“Less is more” Could be the recipe for more happiness with a blend of laughter.

I wonder if we will ever revisit a time when the concept of “less is more” will return to our collective consciousness. Moderation in theory, is a wonderful concept, and could probably be easily achieved in a society that seeks it as a value or a period of time where excessivity is not an option. I was a product of parents who suffered through the depression and World War Two. There was a daily need to “make do”. I remember my mothers’ constant reminders on saving money. She was the essence of frugality. I grew up feeling that nothing could be truly savored “too much” since there could come a day when you wouldn’t have it. When I look back I wish I had incorporated more of my mothers’ sense of financial wisdom. In fact I believe the government would have not gotten into as much of an economic quagmire if my mother was in charge of the treasury. Unfortunately, we live in a time when we are constantly assaulted with messages that tell us we’re not okay unless we purchase the latest gadget or we aspire to look or feel good. Essentially they’re saying we got the goods so ante up and you’ll feel so much better. That means we need to go out and buy something that does the trick for us. I certainly have been caught up in that never-ending abyss. I have purchased more undergarments, makeup, toiletries, and clothing that I was convinced would change my appearance and essentially ended up making me look worse not better. Believe me, I’m not promoting walking around looking like you were just rescued from a collapsed coal mine. But there is room for common sense. None of the aforementioned provides miracles. It’s all temporary! Once you remove it you’re back to square one. Last night I saw a commercial that featured the latest facial cream developed by a celebrity dermatologist. It was about the same price as a Porsche. They showed the before and after of popular actresses faces who after the first few applications had  visible lines, and looked years younger. Perhaps after a year of applying this elixir they will return to the womb. Believe me, I like moisturizers and body lotions. But I’ve also gotten a lot of mileage from Vaseline. What we never see commercials of is ads advocating for fresh fruits, vegetables, fresh air, a good nights’ sleep and a prescription for laughter. In the end looking and feeling good is an inside job. The rests are simply garnishes!

LOL~Laughing out Loud does make you healthier.

I have been a devotee of self-help books for years. Many of them were very helpful in showing me how I could change thoughts and behaviors that did not serve me. I also have spent a great deal of my life keeping abreast of information in the fields of psychology and neuroscience. What has always fascinated me is that there is very little credit given to how humor can help us to navigate our daily lives. Oh the research is there. It has been growing exponentially for years . Laughter has many mental and physical benefits, but does not appear to be part of most health providers evaluations for their clients. I personally have not had a doctor ask me how often I laugh. And when I ask my audiences if they have, very few raise their hands. Laughter appears to many to be an act of frivolity, available and appropriate when one is very young, but something that needs to be muted in deference to more serious adult pursuits like being busy and productive all the time. What fascinates me is why the two concepts are not compatible. Can I be busy and still laugh and enjoy myself? Obviously in many sectors of business, healthcare and government that is considered verboten. Believe me, I am not advocating for people to act like fools or to create a circus atmosphere at work or in public, but I do know that without laughter we are living without the ability to look at life with a healthy perspective. When we are looking through the lens of humor we are more able to see ourselves as the cosmic joke, and life’s inevitable ups and downs become easier to navigate.  I wish every school and business would give some time every week to allowing people to simply laugh. Interestingly enough, it doesn’t matter if it’s authentic or not, since the end result is the same. I know that my sense of humor has gotten me through a difficult childhood, divorce, and several health issues. It has been my souls’ preservation. If you want to increase your humor quotient, start paying more attention to what makes you laugh. Not everyone laughs at the same things. I was never one for finding slapstick comedy funny. My kids loved the three stooges, I didn’t. I’m more in tune with Ellen DeGeneres, Billy Crystal and Jerry Seinfeld.  But I am also likely to find the funny in the everyday of my existence. That’s why I try to impress upon my audiences that they should try to discover their own inner sitcom, which will allow them to be amused even when their alone. Which means if you “show up” you’ll become your own entertainment center.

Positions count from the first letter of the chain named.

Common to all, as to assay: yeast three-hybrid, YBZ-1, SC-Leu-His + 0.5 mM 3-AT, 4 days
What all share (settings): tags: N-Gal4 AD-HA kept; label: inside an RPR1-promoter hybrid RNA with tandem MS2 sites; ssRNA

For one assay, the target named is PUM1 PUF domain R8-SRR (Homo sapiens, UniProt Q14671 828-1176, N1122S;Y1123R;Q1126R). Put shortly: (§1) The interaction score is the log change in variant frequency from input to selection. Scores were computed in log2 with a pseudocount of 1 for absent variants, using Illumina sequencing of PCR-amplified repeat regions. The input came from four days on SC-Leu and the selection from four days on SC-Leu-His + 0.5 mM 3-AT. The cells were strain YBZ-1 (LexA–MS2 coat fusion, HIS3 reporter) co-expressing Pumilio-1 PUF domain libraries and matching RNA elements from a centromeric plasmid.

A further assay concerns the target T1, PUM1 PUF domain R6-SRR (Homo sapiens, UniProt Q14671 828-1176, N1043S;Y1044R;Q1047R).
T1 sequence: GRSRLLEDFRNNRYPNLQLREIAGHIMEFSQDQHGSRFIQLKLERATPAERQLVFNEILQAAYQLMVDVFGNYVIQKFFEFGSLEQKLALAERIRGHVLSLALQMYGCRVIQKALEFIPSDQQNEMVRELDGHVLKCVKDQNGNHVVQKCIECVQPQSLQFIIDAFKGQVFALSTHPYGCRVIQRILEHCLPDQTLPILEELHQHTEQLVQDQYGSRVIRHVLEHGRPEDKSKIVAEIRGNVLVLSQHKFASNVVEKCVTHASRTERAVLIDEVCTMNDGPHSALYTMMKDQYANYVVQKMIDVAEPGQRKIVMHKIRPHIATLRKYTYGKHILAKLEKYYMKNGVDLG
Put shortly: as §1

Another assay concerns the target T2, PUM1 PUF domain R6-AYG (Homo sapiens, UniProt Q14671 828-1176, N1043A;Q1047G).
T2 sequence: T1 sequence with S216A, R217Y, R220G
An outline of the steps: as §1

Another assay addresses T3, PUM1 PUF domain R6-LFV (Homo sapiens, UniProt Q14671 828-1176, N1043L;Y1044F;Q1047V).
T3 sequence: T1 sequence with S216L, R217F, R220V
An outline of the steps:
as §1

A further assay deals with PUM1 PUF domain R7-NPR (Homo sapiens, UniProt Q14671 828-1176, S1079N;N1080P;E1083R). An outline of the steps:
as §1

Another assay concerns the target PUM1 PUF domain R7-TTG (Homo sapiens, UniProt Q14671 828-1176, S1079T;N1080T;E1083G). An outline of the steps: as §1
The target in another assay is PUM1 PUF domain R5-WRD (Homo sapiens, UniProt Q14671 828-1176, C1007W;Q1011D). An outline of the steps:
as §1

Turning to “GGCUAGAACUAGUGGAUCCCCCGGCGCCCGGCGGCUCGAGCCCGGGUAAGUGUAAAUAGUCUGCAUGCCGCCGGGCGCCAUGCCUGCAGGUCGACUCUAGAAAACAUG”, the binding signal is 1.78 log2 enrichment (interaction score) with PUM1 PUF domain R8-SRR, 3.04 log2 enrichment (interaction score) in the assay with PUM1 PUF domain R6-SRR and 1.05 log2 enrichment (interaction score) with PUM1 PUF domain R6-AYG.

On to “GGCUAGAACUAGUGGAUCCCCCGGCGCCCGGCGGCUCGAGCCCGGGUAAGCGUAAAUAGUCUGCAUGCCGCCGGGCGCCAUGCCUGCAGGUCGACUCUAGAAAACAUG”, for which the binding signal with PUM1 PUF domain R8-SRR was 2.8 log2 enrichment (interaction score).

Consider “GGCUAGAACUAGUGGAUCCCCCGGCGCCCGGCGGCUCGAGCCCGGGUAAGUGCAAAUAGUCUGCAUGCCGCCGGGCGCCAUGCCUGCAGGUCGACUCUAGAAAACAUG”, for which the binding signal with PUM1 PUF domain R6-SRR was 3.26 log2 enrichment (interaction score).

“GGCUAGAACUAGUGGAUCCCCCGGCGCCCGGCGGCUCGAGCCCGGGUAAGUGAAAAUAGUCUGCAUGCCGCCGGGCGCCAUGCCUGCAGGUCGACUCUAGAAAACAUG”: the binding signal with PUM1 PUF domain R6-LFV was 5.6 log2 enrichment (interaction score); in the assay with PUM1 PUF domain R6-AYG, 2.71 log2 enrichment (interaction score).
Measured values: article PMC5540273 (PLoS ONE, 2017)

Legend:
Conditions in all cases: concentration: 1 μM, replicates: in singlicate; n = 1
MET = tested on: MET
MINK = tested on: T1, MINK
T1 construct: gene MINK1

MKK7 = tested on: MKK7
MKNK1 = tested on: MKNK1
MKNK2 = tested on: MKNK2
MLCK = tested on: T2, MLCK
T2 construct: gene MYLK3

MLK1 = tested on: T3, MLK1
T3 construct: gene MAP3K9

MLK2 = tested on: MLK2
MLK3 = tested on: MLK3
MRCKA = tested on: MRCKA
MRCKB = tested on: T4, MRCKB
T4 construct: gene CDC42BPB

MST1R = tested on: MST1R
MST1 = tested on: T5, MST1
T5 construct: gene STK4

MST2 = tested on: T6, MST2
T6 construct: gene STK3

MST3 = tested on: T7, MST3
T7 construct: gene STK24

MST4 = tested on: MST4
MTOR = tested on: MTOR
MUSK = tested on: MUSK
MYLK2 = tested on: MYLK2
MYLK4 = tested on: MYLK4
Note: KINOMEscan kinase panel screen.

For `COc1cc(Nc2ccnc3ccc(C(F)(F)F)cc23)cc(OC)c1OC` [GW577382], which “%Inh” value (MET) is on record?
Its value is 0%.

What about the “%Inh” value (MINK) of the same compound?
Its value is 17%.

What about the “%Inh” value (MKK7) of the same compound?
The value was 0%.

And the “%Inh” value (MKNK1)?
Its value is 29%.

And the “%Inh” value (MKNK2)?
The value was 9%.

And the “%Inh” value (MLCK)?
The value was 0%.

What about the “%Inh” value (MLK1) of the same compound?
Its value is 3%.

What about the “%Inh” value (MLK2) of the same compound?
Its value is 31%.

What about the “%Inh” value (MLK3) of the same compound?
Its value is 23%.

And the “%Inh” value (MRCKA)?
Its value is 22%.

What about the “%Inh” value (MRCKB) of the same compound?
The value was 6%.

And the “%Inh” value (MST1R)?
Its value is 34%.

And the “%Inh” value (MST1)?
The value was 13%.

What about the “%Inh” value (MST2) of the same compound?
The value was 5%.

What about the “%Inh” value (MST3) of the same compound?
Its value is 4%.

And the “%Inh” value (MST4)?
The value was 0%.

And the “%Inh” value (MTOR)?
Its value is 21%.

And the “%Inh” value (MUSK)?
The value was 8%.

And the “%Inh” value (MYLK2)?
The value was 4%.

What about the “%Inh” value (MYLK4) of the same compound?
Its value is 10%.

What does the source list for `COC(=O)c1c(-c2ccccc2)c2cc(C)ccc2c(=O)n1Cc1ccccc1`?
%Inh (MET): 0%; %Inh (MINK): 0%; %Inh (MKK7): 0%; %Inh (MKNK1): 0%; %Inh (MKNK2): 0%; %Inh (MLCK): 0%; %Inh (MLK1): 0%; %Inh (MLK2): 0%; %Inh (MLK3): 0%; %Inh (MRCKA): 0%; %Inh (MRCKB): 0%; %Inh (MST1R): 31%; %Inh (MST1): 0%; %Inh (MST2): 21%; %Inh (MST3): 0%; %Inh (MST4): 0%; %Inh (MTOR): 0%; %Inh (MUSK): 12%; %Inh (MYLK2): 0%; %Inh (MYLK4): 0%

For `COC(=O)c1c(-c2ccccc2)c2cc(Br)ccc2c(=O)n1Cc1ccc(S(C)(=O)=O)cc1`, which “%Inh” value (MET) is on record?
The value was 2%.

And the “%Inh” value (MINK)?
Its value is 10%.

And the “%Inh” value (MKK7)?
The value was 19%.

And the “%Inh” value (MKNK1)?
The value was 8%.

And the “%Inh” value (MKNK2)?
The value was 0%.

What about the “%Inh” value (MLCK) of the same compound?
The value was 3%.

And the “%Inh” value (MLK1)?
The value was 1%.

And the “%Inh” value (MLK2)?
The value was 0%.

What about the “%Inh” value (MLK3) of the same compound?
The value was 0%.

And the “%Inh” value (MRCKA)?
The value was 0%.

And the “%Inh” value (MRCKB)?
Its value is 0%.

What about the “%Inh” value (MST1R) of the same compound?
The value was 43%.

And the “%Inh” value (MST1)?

Laughing Buddah
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